Bert quoted the Morgan Stanley analyst who said that Nutanix was the most innovative company she had seen in almost 20 years of experience
Dreamer, I’m just curious what you think about that because it sounds so weird to me. I don’t doubt that they are innovative, but…MDB, ZS, SHOP, etc…there are so many innovative companies, seemingly doing a lot more interesting things.
Saying anyone is the best is always subjective and I dislike absolute statements, but they seems to be more innovative than most I watch.
Think of HCI as the iPhone to Apple. Not meant to be a dig on Apple or start an Apple thread, but since their lack of innovation just brought down the whole market today, it seems a timely comparison. HCI could also be thought of as Blackberry’s email capabilities, which is the example the Nutanix CEO has used a couple times (I heard him say this specifically at a sales rally event in early August). What their CEO was saying was basically “blackberry was great, but they didn’t innovate, and they were disrupted, and we can’t allow ourselves to be disrupted in a similar fashion, no matter how great we think our HCI solution is.” That was his reasoning as he then began to rattle off all the new “tools in their sales toolkit” in the form of the new products that Nutanix has been rolling out for the past 12 months or so, such as Beam, Xi, and Frame was actually announced while I was at the event.
Amazon is probably the most diverse and innovative company I can think of offhand…they have their hands seemingly in everything. Most companies are hesitant to go outside their comfort zone, and for good reason. Sales teams can stall under the weight of too big a product portfolio, as they lose their ability to be really proficient at selling any one product. I think the key here is leverage and synergy. In Amazon’s case, they disrupted the book world via online sales and kindles, and then used that to build a mammoth ecommerce biz, and then realized they had huge DCs that could be leveraged for cloud computing (I am generalizing to make a point) and once they started crushing brick and mortar stores everywhere, they then opened/bought brick and mortar via Whole Foods. There is a flow to that, you can sense. Every thing they sell and do seems to have a natural transition to another product line. In much the same way, Nutanix (if you believe the CEO) basically came up with HCI as a way to sell their software…they weren’t trying to be in the hardware business, but needed a disruptive niche. Their HCI combines with their hypervisor to give folks fed up with high VMware hypervisor licensing fees an alternative. “hey…like using HCI to solve this particular IT problem, great! Try our hypervisor, too.” They build up a customer base of 10,000+, and then roll out new products that have a good flow from their core HCI offering. “Using HCI for your on-prem needs, but still looking to crack the code on how to best leverage Public Cloud and live in a Hybrid Cloud future world? Ok, we can help via Beam to analyze the best location for your workloads (on-prem or public cloud) and we can provide you with Xi for cloud-based Disaster Recovery, we can leverage Frame for cloud-based notebook/desktop management, and we can leverage Calm to help manage that multi-cloud world you now find yourself in.”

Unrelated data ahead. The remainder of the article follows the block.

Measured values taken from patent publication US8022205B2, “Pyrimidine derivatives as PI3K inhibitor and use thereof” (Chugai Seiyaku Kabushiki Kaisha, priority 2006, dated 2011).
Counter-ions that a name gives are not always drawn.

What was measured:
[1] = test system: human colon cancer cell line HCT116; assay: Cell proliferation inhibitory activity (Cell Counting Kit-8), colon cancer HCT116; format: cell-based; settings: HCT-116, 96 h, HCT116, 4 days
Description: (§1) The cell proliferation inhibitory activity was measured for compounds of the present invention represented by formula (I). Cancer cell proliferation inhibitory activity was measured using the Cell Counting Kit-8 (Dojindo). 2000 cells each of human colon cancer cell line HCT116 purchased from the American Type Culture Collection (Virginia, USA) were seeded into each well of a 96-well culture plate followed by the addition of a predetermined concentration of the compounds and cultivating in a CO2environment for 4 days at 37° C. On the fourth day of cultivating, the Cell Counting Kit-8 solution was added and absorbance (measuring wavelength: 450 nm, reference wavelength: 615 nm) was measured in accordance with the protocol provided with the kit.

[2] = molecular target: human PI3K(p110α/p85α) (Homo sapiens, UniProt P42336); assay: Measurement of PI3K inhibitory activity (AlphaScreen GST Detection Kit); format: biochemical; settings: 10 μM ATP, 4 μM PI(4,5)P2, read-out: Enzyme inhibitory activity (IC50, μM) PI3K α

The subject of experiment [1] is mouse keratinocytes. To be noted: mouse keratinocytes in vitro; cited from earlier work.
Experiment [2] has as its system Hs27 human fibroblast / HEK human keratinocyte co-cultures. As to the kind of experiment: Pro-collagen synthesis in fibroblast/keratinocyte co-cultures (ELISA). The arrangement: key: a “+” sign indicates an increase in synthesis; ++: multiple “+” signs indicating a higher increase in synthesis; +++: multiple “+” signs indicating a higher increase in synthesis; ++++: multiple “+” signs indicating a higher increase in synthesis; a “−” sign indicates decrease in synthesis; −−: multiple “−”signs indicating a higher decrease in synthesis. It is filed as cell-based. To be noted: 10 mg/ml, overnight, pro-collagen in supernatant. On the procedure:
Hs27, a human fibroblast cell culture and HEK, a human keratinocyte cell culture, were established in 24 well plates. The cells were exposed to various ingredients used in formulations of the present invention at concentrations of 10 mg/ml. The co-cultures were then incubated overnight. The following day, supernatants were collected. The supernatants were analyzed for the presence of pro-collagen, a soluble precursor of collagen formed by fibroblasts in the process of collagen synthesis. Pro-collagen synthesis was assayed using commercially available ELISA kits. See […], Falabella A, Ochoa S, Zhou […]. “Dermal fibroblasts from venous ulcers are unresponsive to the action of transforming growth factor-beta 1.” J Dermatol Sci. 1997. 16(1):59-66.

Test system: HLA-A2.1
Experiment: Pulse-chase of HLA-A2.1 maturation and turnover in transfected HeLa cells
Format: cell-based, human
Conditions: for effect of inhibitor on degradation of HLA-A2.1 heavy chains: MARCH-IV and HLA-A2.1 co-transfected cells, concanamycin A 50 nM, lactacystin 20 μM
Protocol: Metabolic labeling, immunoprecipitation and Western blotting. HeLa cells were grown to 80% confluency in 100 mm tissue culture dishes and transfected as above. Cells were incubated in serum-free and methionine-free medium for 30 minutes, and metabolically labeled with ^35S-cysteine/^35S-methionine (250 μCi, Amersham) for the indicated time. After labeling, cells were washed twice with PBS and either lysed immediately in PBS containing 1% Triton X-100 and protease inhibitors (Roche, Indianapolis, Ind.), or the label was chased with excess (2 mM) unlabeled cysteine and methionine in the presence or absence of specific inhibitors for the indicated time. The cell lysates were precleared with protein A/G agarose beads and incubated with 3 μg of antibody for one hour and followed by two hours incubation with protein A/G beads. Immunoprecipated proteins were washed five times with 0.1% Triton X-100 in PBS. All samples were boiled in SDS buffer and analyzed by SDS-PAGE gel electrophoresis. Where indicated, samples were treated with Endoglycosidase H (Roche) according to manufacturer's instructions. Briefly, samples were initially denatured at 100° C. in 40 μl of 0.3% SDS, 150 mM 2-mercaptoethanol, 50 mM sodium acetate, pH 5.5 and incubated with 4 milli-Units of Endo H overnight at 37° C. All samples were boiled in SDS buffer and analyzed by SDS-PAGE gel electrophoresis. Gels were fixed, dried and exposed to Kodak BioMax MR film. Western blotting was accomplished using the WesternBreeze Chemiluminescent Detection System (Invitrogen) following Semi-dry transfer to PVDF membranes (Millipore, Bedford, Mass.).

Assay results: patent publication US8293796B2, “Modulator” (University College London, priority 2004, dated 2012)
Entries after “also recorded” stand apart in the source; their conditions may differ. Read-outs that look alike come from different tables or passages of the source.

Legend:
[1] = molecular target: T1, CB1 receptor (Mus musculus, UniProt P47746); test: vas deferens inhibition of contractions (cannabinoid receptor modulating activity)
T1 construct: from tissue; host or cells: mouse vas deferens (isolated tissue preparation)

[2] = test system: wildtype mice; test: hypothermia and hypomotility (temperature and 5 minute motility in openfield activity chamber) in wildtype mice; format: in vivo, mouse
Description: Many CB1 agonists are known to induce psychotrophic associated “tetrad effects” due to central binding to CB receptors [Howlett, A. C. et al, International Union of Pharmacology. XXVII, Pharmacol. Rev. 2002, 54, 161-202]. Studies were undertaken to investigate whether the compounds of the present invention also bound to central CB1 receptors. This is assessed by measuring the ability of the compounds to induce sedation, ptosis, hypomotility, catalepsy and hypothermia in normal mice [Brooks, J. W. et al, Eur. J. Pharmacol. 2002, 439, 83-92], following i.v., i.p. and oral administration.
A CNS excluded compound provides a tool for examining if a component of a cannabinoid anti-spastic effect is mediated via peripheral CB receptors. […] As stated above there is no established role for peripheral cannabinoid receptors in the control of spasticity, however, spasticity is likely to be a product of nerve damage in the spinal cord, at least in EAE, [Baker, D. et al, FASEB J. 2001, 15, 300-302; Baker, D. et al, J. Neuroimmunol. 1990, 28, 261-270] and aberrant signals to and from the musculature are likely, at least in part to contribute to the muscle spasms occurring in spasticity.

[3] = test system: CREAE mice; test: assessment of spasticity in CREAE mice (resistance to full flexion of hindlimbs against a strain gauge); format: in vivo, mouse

Other companies tend to innovate more vertically…NetApp is a storage company…they started to grow stale a bit but did a great job of reinventing themselves in last 1-2 years by adding an HCI solution (where did they get that idea, I wonder?) and becoming very cloud-friendly with Azure and AWS. But they didn’t get into notebook/desktop management or hypervisors nor are they nearly as broad or horizontal as Nutanix is trying to be.
This optionality or broad/horizontal innovation (whatever term you want to use) is something I like in Nutanix, because if they pull it off, they greatly increase their TAM. I tend to like companies that are executing and have largest TAM possible or at least the ability to increase their TAM.
I think ZS is in a good spot here. Being cloud-based, once they have a wide enough customer base they can add more and more features (I hope) over time that have good synergy with the security solutions their clients are already using. I think SHOP had these qualities…we see it in SQ a bit too.
AYX may be “only” about data analytics, but the good news there is that everyone produces data…I guess they could try to become an MDB (or vice versa) but you would be shocked to see AYX announce a new docusign-type feature, right? If Nutanix did that, you wouldn’t be nearly surprised, at that seems to be their DNA to broaden their scope.
On NPI board, Denny brought up the concept of Founder-led vs Pro-led companies…basically a dig at Apple since Jobs passed away and Tim Cook took over. I think there is a lot to that, and Founders remain the most invested and passionate and concerned about the future of their company, vs polishing their resume for the next gig. None of the big IT titans, outside of maybe Oracle seem to be founder-led anymore…Cisco, HPE, NetApp. I just realized Michael Dell is still around, and who is biggest competitor touted for Nutanix usually? VMware, which Dell bought via the EMC acquisition. Michael Dell is still rapidly trying to change things up and expand, probably because he has that Founder mentality. HPE and Cisco are certainly adapting and changing with the times, but due to their big size they just aren’t as innovative or nimble as Nutanix right now.
A bit of a ramble, but hope that adds some color.